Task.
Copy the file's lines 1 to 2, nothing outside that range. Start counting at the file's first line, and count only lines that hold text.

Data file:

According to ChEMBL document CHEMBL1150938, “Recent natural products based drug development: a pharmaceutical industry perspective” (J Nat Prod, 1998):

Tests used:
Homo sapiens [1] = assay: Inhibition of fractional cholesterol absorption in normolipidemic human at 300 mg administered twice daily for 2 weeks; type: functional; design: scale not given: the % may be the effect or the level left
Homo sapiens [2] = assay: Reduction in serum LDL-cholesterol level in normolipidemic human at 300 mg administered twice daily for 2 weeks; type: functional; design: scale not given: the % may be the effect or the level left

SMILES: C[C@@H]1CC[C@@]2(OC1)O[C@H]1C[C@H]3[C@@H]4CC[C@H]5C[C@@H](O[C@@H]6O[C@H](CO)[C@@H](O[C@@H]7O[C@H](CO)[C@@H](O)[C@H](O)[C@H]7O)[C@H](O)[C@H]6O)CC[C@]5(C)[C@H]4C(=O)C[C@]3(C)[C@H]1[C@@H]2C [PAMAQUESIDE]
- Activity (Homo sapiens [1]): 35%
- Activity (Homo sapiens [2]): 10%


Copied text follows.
According to ChEMBL document CHEMBL1150938, “Recent natural products based drug development: a pharmaceutical industry perspective” (J Nat Prod, 1998):

Tests used: